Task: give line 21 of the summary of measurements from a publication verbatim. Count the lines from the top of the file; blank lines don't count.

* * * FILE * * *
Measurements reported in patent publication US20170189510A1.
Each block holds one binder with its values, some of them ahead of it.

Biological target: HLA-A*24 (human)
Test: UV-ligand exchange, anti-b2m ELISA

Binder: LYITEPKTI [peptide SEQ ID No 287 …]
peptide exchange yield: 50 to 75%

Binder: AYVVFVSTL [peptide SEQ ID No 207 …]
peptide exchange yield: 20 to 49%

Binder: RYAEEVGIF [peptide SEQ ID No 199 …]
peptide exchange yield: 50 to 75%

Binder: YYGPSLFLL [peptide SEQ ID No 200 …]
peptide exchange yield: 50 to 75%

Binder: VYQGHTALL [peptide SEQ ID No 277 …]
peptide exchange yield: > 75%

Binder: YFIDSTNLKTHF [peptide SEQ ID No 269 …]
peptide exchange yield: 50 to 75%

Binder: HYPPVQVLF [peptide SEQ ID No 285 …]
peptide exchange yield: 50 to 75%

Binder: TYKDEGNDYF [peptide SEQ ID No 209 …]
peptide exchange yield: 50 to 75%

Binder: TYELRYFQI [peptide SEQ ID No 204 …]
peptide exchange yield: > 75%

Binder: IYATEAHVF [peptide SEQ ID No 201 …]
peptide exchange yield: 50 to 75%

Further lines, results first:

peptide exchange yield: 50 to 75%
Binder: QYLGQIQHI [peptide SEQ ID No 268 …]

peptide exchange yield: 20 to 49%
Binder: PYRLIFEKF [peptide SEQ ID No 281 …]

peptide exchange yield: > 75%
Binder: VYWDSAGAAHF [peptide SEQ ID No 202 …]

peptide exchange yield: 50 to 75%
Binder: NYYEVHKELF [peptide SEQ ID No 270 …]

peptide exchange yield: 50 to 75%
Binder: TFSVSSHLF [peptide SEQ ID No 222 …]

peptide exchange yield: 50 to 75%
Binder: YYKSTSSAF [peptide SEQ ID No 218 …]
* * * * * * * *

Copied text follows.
Binder: TYELRYFQI [peptide SEQ ID No 204 …]